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538 Using general population job-exposure matrixes to estimate workplace biomechanical exposures: new opportunities and international comparisons
  1. BA Evanoff1,
  2. A Descatha2,3,
  3. S Buckner-Petty1,
  4. AM Dale1,
  5. J Andersen4
  1. 1Division of General Medical Sciences, Washington University School of Medicine in St. Louis, St. Louis, MO, USA
  2. 2Inserm, Population-Based Epidemiological Cohorts Unit, UMS 011, F-94807, Villejuif, France
  3. 3Versailles St-Quentin University, UMS 011, F-94807, Villejuif, France
  4. 4Regional Hospital West Jutland, Department of Occupational Medicine, Herning, Denmark


Introduction Job Exposure Matrixes (JEMs) are commonly used in epidemiological studies of chemical and physical hazards; recent work has used JEMs to estimate workplace biomechanical exposures in studies of musculoskeletal disorders (MSDs). We conducted cross-national comparisons of general population JEMs from Denmark, France, and the USA. Prior studies using the Danish and US JEMs showed associations between MSD and workplace exposures to force, repetition, and posture.

Methods JEMs were constructed in the three countries using different methods to estimate workplace biomechanical exposures: Denmark (expert assessment), France (pooling of self-reported exposures from >28 000 current workers), and the USA (combined methods using O*NET, a national job demands database). Each JEM assigned multiple exposures to workers at the level of the job code. We created cross-walks between the respective national coding schemes (DISCO, PCS, and SOC) to compare estimated exposures at the level of the job.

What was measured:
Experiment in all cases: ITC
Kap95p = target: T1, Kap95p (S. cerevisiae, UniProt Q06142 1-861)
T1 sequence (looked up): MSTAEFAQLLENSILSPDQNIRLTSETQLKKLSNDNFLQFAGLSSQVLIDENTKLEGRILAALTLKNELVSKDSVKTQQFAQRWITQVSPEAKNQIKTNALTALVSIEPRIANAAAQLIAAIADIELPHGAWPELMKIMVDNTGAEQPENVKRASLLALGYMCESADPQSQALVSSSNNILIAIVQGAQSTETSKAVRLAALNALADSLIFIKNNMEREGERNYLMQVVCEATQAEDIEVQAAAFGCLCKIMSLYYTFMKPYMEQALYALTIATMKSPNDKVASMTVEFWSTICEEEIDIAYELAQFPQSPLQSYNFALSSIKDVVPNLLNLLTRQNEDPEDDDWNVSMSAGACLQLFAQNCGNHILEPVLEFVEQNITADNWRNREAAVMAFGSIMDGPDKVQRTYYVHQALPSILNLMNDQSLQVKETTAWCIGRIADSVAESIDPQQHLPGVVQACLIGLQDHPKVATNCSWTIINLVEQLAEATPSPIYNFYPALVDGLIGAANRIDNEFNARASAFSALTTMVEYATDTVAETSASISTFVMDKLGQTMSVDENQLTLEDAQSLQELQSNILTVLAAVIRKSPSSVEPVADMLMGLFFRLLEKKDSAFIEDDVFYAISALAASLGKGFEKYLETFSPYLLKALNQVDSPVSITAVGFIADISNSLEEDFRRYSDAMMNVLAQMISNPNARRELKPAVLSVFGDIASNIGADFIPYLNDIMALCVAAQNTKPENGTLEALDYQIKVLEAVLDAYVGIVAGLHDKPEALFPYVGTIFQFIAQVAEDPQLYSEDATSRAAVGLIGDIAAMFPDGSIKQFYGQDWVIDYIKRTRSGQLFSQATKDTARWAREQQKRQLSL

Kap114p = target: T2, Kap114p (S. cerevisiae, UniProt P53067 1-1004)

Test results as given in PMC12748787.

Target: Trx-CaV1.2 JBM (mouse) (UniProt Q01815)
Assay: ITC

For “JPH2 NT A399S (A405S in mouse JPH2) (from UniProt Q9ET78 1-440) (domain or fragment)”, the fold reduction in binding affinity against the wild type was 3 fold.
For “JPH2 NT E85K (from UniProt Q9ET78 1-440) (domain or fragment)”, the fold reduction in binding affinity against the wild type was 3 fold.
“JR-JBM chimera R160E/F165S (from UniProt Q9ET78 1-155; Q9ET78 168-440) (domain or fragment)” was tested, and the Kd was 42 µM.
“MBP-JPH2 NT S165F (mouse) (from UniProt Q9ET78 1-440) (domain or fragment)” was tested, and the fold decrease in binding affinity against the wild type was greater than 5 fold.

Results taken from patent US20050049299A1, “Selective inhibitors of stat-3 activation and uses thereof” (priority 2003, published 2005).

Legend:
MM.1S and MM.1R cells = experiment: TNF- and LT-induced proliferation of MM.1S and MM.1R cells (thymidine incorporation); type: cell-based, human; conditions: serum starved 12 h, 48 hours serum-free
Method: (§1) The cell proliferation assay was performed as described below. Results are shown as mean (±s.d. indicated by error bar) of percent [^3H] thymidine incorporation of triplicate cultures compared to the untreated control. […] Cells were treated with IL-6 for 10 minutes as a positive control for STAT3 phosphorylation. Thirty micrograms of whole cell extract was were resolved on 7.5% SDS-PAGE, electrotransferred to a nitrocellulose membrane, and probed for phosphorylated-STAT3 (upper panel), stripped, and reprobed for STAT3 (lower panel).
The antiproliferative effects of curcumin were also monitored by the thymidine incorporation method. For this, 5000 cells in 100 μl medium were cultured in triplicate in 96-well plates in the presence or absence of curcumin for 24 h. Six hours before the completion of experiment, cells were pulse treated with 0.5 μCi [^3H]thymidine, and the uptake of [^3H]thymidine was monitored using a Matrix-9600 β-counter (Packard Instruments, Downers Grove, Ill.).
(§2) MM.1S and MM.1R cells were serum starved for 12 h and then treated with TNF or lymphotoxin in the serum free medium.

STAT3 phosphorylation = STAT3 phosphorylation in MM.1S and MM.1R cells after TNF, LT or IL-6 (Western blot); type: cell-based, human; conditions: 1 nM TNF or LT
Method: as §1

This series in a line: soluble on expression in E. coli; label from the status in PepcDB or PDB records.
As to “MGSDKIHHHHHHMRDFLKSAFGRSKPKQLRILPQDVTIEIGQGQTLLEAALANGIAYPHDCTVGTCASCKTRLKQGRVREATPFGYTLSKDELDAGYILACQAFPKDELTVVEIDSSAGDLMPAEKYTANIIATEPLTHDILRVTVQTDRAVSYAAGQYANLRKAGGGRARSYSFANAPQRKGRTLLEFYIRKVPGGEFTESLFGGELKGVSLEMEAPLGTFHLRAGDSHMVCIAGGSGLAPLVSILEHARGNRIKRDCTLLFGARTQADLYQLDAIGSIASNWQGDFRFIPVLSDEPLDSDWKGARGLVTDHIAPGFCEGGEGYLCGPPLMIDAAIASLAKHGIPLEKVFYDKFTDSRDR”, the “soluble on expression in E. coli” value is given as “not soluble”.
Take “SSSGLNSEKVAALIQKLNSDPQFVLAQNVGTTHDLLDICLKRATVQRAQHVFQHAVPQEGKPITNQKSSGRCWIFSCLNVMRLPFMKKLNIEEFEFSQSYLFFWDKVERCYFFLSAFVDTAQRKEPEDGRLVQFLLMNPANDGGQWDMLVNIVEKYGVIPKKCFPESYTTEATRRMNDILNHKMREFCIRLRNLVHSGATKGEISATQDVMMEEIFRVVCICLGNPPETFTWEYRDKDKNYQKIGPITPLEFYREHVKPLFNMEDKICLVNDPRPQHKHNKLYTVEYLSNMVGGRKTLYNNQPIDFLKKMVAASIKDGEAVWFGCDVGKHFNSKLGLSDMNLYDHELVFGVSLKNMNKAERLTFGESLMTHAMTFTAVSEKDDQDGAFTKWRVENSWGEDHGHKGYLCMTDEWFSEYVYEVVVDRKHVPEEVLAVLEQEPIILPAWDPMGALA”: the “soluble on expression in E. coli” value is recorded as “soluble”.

Results Comparison between the Danish and US JEMs showed fair to moderate agreement for 7 lower extremity exposures across 168 job codes (kappa 0.25 to 0.56 across 7 exposures), and moderate to substantial agreement for 10 shoulder exposures across 336 jobs (kappa 0.38 to 0.77). Similar agreement was found when comparing 8 exposures between the French and American JEMs across 335 job codes. We will report additional analyses now in progress, including the strength of association between MSDs and exposures estimated by different JEMs when applied to the same datasets.

Discussion JEM for biomechanical exposures are a useful and efficient means to estimate workplace biomechanical exposures, particularly in large general population studies where exposure data are otherwise limited. Cross-national comparison studies are a useful methodological step as the use of JEM for studies of MSD continues to increase. Ongoing validation studies will increase the usability of JEMs in providing exposure-response estimates and further guidance for prevention of MSDs.

  • Job Exposure Matrix
  • Musculoskeletal Disorders
  • Epidemiology

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